Our public relations policy is based on attraction rather than promotion; we need always maintain personal anonymity at the level of press, radio, and films
When the 11th Tradition was written some 60 years ago (10 years or so after the Steps,) our founders could not have foreseen the advent of the electronic media—the Internet. Chat rooms, blogs, articles, social and sexual contact sites all offer ways in which the individual person in recovery can “publicly” break their anonymity. A few weeks ago an ad for social event was posted on Facebook. Friends were invited to attend the event. The event was listed with the word sober and the implication was that people in recovery, particularly AA were invited. Though the event was listed as secret, it was not difficult to access the flier by going someone’s personal page and from there find their friends and their friend’s friends. Not everyone in that chain is a member of AA or another 12-Step Program; however the question of anonymity at the level of internet access was raised.
Neither Bill W nor Dr Bob could have perceived the advent of the Internet and its far-reaching functions such as Facebook. Hence, there’s no real documentation in our literature regarding this phenomenon or discourse on whether posting fliers in this media breaks the 11th Tradition.
AA literature states that, “The arrival of new media technologies such as the Internet has offered new vehicles to carry the AA message to the public. AA members continue to preserve their anonymity in these new public media.” “It did not take long for those at A.A. headquarters to realize that overzealous and self-serving anonymity breakers could quickly jeopardize the Fellowship’s hard-won reputation. And they saw that if one person made an exception, other exceptions would inevitably follow. To assure the unity, effectiveness, and welfare of AA, anonymity had to be universal.” In 1946, Bill W wrote, “The word anonymous has for us an immense spiritual significance. Subtly but powerfully, it reminds us that we are always to place principles before personalities; that we have renounced personal glorification in public; that our movement not only preaches but actually practices a true humility.”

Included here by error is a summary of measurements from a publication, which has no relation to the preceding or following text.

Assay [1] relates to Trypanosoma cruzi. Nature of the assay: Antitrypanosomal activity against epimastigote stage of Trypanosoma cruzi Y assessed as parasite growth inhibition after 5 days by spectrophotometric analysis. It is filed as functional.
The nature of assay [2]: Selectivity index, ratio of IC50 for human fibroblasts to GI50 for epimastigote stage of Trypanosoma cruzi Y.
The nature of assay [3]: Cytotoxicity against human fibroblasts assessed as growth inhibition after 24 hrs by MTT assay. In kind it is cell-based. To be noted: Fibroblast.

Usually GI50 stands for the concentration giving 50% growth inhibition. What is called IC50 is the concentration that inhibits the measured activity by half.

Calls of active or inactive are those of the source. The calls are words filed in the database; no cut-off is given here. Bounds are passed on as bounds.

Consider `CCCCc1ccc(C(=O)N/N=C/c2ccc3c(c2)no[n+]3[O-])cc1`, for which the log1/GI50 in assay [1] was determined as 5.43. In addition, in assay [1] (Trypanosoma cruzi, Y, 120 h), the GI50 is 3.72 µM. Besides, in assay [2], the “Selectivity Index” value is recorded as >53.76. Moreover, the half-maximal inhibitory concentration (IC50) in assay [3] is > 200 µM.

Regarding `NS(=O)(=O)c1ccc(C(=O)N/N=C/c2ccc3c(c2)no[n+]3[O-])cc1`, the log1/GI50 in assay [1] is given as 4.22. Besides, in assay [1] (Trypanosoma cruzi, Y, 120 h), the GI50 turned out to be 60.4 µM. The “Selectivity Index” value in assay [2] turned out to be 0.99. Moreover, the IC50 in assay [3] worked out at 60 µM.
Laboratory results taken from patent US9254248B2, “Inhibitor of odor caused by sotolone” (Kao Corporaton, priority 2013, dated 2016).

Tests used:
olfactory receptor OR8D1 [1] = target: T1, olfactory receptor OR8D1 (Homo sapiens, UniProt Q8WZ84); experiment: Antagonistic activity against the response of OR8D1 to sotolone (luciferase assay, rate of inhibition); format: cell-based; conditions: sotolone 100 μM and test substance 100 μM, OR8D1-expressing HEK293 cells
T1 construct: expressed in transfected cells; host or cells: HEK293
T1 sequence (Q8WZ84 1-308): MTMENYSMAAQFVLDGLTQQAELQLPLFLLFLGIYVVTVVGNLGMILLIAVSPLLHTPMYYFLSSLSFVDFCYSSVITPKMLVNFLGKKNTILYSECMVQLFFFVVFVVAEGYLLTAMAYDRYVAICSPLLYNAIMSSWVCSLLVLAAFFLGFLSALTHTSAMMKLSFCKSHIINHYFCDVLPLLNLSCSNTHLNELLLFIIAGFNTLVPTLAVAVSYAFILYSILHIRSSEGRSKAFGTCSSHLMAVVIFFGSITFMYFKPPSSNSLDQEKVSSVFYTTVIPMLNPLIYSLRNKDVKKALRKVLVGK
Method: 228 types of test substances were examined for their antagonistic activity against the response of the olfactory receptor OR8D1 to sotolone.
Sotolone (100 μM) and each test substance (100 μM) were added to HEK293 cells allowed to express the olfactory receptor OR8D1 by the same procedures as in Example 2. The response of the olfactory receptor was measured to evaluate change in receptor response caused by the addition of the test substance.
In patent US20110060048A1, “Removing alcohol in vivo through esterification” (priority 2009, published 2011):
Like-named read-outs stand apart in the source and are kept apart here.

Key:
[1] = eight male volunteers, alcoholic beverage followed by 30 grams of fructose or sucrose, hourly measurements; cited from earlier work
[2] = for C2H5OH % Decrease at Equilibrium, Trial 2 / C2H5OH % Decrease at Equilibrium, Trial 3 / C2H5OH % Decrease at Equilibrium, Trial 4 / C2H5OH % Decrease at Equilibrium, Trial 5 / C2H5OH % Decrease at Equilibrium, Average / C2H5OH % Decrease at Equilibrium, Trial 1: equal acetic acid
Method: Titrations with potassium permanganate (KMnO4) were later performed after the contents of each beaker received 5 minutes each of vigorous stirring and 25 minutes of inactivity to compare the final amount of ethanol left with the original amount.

I jumped on the bandwagon that posting recovery-oriented announcements on the Internet, in particular Facebook, is a violation of the long form of the Tradition as it states we do not disclose our last names or photographs at the level of the media. The team for the defense countered that the flier in question was secret and that one had to be invited to view it; however this is not true. Since there is no historical information in our literature, the ruling is up to us in recovery in late 2008 to uphold. I’d like to pose this question to readers of this blog for comments: “At what level of radio, press, TV, films and electronic media (Internet) do we violate the 11th Tradition? What do you believe is this matter breaks or upholds the Tradition?